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CHAPTER I.From The Creation to The Fall.Gen. Chs. 1-3 Problems Solved. This simple narrative solves some of the great problems about which philosophers have speculated and before which scientists have stood baffled. Every child of the human race has asked, "What is the origin of the material world, what is the origin of life, and what is the origin of sin?" In general the philosophers held (and most of what science says concerning these... more...

INTRODUCTION. The feelings that lead some men to investigate remains of antiquity and search into their origin, dates and purposes, are similar to those actuating lofty minds, when not satisfied with the surface of things, they inquire into the source and origin of every thing accessible to human ken, and scrutinize or analize every tangible object. Such feelings lead us to trace events and principles, to ascend rivers to their sources, to climb... more...

CHAPTER I. THE ROMAN EMPIRE AT THE TIME OF THE BIRTH OF CHRIST. Upwards of a quarter of a century before the Birth of Christ, the grandnephew of Julius Caesar had become sole master of the Roman world. Never, perhaps, at any former period, had so many human beings acknowledged the authority of a single potentate. Some of the most powerful monarchies at present in Europe extend over only a fraction of the territory which Augustus governed: the... more...

1. Bicycle Ride—Walden After I left Rama's inner circle in 1985, I occasionally bicycled to Walden Pond, where I read about Thoreau's experiment with self-reliance. My seven years in the cult of Rama—Dr. Frederick Lenz, who was known early on as Atmananda—had deeply shaken my confidence. Atmananda often assured me that I was possessed by Negative Forces, that I was barely able to function in the real world, and that I was... more...

PREFACE In the Second Series of his Asiatic Studies the late Sir Alfred Lyall republished a number of articles that he had contributed to various Reviews up to the year 1894. After that date he wrote frequently, especially for the Edinburgh Review, and he left amongst his papers a note naming a number of articles from which he considered that a selection might be made for publication. The present volume contains, with two exceptions, the... more...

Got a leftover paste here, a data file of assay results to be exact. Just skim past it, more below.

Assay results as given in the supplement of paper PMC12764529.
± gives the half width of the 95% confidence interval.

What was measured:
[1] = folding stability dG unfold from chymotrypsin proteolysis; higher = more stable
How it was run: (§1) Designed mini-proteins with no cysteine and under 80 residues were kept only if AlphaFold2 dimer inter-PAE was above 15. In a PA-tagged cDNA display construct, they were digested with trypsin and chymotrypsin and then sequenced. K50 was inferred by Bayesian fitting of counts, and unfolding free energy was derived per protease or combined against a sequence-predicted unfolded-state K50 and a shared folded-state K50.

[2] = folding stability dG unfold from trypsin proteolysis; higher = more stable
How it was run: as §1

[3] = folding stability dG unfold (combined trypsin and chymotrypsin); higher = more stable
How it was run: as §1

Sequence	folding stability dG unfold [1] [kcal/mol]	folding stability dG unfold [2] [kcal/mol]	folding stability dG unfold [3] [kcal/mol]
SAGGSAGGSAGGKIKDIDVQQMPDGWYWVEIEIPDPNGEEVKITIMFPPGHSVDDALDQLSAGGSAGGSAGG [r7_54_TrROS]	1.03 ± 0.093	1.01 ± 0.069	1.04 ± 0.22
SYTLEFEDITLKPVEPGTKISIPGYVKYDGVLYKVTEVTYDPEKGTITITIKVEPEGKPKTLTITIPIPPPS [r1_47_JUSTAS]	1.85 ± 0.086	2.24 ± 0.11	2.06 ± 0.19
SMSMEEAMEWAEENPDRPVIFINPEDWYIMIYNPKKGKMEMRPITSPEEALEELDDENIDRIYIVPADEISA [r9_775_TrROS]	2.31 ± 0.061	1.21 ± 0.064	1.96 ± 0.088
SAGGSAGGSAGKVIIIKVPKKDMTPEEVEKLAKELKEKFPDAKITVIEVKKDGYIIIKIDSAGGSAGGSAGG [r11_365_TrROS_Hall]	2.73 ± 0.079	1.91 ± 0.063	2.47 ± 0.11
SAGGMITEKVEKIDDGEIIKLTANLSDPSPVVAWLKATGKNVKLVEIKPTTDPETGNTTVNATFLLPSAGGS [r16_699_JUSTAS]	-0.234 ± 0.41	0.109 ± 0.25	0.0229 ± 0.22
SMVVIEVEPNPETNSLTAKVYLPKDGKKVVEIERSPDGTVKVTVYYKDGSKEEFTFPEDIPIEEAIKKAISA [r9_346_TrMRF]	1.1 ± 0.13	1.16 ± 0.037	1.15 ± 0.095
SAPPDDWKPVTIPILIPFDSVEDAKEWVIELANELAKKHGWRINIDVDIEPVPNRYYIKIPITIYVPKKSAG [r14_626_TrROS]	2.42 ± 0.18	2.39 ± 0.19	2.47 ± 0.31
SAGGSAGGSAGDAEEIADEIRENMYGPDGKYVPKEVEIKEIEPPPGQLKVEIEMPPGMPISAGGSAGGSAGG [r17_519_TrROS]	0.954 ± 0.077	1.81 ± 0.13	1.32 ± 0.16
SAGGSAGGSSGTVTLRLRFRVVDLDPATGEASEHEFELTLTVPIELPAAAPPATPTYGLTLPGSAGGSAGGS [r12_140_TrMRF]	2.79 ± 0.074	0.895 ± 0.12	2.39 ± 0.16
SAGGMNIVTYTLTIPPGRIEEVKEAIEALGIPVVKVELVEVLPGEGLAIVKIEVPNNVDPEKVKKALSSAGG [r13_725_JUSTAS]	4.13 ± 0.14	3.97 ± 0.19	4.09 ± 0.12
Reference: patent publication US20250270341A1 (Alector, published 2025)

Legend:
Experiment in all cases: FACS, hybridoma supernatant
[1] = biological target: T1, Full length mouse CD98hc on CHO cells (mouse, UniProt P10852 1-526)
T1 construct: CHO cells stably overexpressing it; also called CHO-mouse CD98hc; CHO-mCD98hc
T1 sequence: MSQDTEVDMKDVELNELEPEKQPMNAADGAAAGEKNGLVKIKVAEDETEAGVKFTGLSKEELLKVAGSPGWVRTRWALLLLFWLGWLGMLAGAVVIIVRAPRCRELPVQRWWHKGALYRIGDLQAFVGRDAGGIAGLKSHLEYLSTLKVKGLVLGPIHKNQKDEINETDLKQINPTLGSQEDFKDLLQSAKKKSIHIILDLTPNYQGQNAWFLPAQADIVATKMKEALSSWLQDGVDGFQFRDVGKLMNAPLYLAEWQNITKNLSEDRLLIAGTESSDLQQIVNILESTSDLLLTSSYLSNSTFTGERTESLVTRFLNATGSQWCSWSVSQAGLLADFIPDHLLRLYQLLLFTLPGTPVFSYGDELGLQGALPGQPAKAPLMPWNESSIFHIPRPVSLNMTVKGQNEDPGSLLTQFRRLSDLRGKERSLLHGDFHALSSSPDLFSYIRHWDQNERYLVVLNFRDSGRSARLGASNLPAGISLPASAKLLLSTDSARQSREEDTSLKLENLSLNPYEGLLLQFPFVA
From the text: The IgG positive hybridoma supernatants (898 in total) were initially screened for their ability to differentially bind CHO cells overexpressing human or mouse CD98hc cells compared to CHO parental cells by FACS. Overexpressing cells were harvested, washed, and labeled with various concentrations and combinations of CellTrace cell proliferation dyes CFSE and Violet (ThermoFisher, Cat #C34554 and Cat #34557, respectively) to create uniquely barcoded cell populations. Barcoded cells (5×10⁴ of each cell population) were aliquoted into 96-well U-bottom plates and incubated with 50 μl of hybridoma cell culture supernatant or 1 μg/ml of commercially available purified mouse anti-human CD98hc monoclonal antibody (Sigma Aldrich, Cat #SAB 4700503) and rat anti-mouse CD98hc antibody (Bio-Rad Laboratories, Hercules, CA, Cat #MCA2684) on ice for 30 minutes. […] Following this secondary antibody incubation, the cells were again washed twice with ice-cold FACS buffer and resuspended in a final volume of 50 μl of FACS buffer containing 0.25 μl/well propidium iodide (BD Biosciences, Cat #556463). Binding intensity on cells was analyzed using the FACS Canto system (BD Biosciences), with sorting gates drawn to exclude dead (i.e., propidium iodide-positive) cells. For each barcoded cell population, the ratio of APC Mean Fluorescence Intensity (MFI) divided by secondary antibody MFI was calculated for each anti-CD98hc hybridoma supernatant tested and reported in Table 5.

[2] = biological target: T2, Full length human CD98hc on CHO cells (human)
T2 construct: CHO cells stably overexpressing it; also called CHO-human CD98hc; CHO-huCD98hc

I. THE LAND OF THE COVENANTS. All history is interesting and much of it is inspiring. Scotland furnishes a large measure of that quality of history, that awakens the soul, and appeals to the faculties by which life is transfigured with moral grandeur. History yields its best results when we use our best powers in pursuing its paths. Let the creative genius, a healthy imagination, be employed restoring the scenes of former times, mingling with... more...

PREFACE For some years past I have been repeatedly urged to record my recollections of Plymouth Church and Henry Ward Beecher. One after another the original members of the church have passed away until now I am almost alone, so far as the early church connection is concerned, and I have been told that there is really no one left who could give the personal value to such a record. At first, as I thought of the task, it appeared too great.... more...

CHAPTER XII. THE BEGINNING OF THE END. Nor was it unnatural that it should be. Moral precepts, philosophic guidance were no longer possible to one whose compliances or whose timidity had led him so far as first to sanction matricide, and then to defend it. He might indeed be still powerful to recommend principles of common sense and political expediency, but the loftier lessons of Stoicism, nay, even the better utterances of a mere ordinary... more...

PREFACE In venturing to prepare this little volume for the eyes of the reading public, I am fully aware of the difficulties of the subject and the inadequacy of the expressions I have been able to employ, but I have made the attempt at the request of those who have found consolation in some of the thoughts herein embodied; and the messages left by others before they passed away, embolden me to hope that many others may find in this volume some... more...

This little book, written during the last months of peace, goes to press in the first weeks of the great war. Many will feel that in such a time of conflict and horror, when only the most ignorant, disloyal, or apathetic can hope for quietness of mind, a book which deals with that which is called the "contemplative" attitude to existence is wholly out of place. So obvious, indeed, is this point of view, that I had at first thought of postponing... more...